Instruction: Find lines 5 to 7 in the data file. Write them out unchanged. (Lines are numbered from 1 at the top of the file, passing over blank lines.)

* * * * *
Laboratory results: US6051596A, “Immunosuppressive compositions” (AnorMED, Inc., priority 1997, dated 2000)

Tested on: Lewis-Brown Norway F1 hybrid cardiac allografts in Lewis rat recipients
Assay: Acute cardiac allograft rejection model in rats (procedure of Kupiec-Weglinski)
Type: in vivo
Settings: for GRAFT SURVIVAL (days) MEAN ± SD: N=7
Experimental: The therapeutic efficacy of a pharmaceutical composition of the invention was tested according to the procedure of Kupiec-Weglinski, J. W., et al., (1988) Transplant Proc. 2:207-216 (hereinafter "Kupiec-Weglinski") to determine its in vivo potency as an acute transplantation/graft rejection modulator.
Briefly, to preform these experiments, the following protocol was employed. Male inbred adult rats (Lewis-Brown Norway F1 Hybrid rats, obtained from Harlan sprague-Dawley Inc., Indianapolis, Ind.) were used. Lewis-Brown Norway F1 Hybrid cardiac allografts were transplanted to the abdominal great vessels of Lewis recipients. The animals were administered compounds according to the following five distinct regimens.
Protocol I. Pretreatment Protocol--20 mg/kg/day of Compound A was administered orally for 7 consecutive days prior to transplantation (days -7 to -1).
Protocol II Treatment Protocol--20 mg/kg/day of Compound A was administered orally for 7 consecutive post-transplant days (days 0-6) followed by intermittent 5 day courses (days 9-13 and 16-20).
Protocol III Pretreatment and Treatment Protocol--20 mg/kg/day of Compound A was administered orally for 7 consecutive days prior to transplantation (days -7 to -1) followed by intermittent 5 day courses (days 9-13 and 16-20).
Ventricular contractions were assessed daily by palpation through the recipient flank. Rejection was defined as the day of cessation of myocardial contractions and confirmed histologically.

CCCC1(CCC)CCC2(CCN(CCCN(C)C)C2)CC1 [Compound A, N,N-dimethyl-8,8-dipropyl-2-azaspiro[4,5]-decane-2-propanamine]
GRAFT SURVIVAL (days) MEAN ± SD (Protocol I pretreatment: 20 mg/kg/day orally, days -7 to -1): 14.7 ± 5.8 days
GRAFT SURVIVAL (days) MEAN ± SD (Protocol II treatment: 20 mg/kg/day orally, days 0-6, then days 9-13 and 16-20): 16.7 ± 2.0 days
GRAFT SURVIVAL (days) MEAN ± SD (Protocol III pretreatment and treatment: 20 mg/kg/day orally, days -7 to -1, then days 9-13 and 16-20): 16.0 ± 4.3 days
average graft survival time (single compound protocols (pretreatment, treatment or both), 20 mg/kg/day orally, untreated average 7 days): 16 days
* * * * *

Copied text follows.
Settings: for GRAFT SURVIVAL (days) MEAN ± SD: N=7
Experimental: The therapeutic efficacy of a pharmaceutical composition of the invention was tested according to the procedure of Kupiec-Weglinski, J. W., et al., (1988) Transplant Proc. 2:207-216 (hereinafter "Kupiec-Weglinski") to determine its in vivo potency as an acute transplantation/graft rejection modulator.
Briefly, to preform these experiments, the following protocol was employed. Male inbred adult rats (Lewis-Brown Norway F1 Hybrid rats, obtained from Harlan sprague-Dawley Inc., Indianapolis, Ind.) were used. Lewis-Brown Norway F1 Hybrid cardiac allografts were transplanted to the abdominal great vessels of Lewis recipients. The animals were administered compounds according to the following five distinct regimens.